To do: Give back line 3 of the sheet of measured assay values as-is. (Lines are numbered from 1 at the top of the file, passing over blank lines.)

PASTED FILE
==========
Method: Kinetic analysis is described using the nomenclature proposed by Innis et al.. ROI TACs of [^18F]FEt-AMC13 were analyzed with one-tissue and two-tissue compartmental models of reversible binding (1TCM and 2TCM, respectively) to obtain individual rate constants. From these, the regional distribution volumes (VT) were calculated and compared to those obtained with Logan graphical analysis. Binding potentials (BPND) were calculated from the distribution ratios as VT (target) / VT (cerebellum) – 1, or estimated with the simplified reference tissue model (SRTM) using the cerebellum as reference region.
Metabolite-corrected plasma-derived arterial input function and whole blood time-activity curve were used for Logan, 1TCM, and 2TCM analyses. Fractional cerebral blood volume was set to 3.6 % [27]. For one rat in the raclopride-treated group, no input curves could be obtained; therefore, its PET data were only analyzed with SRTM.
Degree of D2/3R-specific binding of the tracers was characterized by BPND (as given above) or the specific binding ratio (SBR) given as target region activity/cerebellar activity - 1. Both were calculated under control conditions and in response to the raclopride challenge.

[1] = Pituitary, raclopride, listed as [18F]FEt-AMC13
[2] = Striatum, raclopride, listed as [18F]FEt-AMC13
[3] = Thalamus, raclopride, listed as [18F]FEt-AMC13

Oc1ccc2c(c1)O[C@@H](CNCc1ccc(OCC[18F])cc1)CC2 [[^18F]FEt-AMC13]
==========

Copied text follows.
Degree of D2/3R-specific binding of the tracers was characterized by BPND (as given above) or the specific binding ratio (SBR) given as target region activity/cerebellar activity - 1. Both were calculated under control conditions and in response to the raclopride challenge.